Challenges of indirect measurement in physics
Direct measurements rely on the five human senses; however, this approach may not always work when exploring forces, fields, or other intangible objects like subatomic particles. Here, the physical senses cannot be relied on. For instance, one cannot see electromagnetic fields directly. However, their effects are an indication that they exist. A case in point is a radio wave; it cannot be measured directly because the five senses cannot perceive it.
We will write a custom Research Paper on The Psychical Sciences’ Procedures specifically for you
301 certified writers online
Physicists have the challenge of isolating the parameter that they want to measure. Sometimes this may not always be possible when several other factors exist at the same time (Kirk, 2013). For instance, Newton came up with a way of measuring the force of gravity (F) acting on an object using his law of universal gravitation. However, the earth’s rotation may affect the outcome of this result. Therefore, one would not just be measuring the parameter F; one would also be measuring the earth’s rotation.
In certain situations, the accuracy of making direct measurements depends on the tools as well as the reliability of the observer. If different results keep manifesting using different tools and observers, then the initial measure may not be correct.
Scientists work around the problem of intangibility by manipulating the phenomena. They analyze how the phenomena behave under certain physical and directly measurable conditions in order to determine whether they follow certain rules (Gauch, 2003). For instance, one can manipulate radio waves to assess whether time, causation, and distance apply to the phenomenon. In order to manipulate the waves, then one must have access to the source or its path of transmission. Therefore, scientists still assess invincible phenomena by measuring the effect of those forces on other directly measurable variables like distance.
Another example of how scientists apply indirect measurements to overcome this hurdle is with regard to the mass of subatomic particles. Since a proton cannot be perceived by the senses, physicists instead place it in a mass spectrometer where an electric field causes it to accelerate. The amount of kinetic energy it possesses is comparative to its mass. A magnetic field measures this momentum owing to its accurate calibration. Therefore, scientists depend on the effect that the intangible object has on well known, easily measurable parameters to determine the measurement.
Physicists work around the problem of uncertainty by making assumptions and approximations. They try to hold certain variables constant by reducing them as much as possible. In these cases, they will set limits and see how their phenomenon of interest behaves (Moustakas, 1994).
Scientists deal with the problem of accuracy in measuring tools by allowing for a margin of error. They also repeat measurements many times using different observers so as to eliminate observer bias. Sometimes a small oversight on the part of the observer could be detected by external parties.
Historically influential tools or techniques
Graphs are some of the most useful tools in the physical sciences. They assist one to establish the relationship between variables by looking at the shape of the graph. One can then work with those lines in order to extrapolate other trends that may be independent of the data collected. Scientists have used this information in the past to discover relationships about various phenomena. They have also made their discoveries easily understandable to those with interest in them. Graphs have enabled people to make sense of numerical information that would have been difficult to understand in non-diagrammatic forms (Hull, 1990).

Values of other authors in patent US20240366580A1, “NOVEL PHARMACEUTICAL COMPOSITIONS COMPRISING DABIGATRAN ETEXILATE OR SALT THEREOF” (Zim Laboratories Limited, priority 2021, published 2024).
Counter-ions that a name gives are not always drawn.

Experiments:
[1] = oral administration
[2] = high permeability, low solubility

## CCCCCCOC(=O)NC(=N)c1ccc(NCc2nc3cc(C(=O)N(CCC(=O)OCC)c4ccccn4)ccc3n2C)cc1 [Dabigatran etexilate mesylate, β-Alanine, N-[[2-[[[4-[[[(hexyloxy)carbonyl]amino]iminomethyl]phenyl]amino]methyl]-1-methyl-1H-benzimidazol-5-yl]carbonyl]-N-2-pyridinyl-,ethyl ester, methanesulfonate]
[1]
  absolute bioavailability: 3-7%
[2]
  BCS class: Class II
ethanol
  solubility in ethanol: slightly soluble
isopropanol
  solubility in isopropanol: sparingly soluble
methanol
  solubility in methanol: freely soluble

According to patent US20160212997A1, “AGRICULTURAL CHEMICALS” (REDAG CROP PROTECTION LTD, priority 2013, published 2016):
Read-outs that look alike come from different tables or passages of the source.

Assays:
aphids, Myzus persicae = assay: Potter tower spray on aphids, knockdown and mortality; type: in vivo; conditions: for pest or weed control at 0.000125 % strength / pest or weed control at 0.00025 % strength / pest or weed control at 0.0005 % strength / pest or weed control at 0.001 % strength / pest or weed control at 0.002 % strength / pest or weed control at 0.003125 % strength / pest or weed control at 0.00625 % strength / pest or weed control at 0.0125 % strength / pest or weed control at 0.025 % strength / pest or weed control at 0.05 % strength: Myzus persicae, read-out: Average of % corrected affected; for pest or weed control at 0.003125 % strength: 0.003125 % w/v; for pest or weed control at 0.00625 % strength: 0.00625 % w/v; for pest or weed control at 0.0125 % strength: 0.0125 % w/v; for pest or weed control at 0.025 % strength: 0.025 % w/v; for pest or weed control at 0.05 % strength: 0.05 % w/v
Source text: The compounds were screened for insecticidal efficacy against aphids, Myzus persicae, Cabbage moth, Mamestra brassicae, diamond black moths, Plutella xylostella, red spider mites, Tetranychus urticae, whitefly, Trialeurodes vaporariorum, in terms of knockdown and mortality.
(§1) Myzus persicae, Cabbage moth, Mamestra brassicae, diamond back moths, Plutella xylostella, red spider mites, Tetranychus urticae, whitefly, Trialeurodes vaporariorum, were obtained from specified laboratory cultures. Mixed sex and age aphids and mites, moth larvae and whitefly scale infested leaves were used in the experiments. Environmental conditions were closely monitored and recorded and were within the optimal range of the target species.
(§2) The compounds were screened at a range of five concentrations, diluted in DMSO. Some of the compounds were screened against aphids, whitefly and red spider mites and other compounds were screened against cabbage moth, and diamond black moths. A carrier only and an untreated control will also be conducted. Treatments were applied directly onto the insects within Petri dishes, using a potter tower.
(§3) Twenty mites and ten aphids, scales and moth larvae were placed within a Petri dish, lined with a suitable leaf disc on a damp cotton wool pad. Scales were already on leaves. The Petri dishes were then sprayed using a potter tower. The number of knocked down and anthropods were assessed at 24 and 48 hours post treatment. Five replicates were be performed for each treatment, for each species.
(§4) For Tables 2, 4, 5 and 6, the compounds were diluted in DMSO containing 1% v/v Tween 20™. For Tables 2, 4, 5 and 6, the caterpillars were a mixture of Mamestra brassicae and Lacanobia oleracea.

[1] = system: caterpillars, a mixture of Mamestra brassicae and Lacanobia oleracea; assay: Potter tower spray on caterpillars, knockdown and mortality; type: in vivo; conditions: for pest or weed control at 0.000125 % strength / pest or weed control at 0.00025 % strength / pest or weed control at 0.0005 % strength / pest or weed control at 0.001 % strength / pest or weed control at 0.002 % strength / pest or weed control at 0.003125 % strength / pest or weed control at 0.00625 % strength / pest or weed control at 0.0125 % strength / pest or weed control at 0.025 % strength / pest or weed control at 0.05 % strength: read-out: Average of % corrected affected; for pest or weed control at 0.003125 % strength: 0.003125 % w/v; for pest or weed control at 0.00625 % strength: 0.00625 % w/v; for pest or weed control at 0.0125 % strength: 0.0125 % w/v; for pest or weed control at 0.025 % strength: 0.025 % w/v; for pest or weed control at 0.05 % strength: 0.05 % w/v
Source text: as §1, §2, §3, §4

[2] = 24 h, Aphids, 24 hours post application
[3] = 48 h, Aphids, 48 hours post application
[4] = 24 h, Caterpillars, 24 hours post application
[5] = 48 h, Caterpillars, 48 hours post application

Another critical tool is the calculator. It has been useful in solving mathematical problems because it assists scientists to get their solutions faster. Furthermore, some digits may be too long or complex to manipulate manually, so a calculator makes it easy to do so. No scientific experiment lacks calculations, so this tool comes in handy. It has assisted individuals in focusing on solving scientific problems rather than the technical or mathematical components of their work.
Exposure to chemicals is one of the health hazards associated with the sciences. Dangerous substances may come into contact with a person’s organs through spillage or leakage. Scientists can protect themselves from this problem through the use of safety goggles, laboratory coats, gloves, closed shoes, and long-sleeved tops.
Advancements in the world of medicine may create drugs that deal with minor issues. This undermines the safety of the global community by creating a drug-dependency culture. Discoveries in nuclear technology may convince governments to use nuclear energy (Gauch, 2003). This may compromise safety in the world if accidents occur in nuclear plants. Alternatively, some research advancements may cause the development of harmful nuclear weapons, which may endanger the lives of innocent parties.
During these kinds of research, extreme caution should be taken before the acceptance of new and dangerous forms of energy. Weapon engineering research should be regulated in order to minimize harm. In the field of medicine, medical professions should familiarise themselves with the research behind a drug and determine whether it is really necessary.
Gauch, H. (2003). Scientific method in practice. Cambridge: Cambridge University Press.
Hull, D. (1990). Science as a process: An evolutionary account of the social and conceptual development of science. Chicago: University of Chicago Press.
Get your first paper with 15% OFF
Kirk, R. (2013). Experimental design. NY: Sage.
Moustakas, C. (1994). Phenomenological research methods. NY: Sage.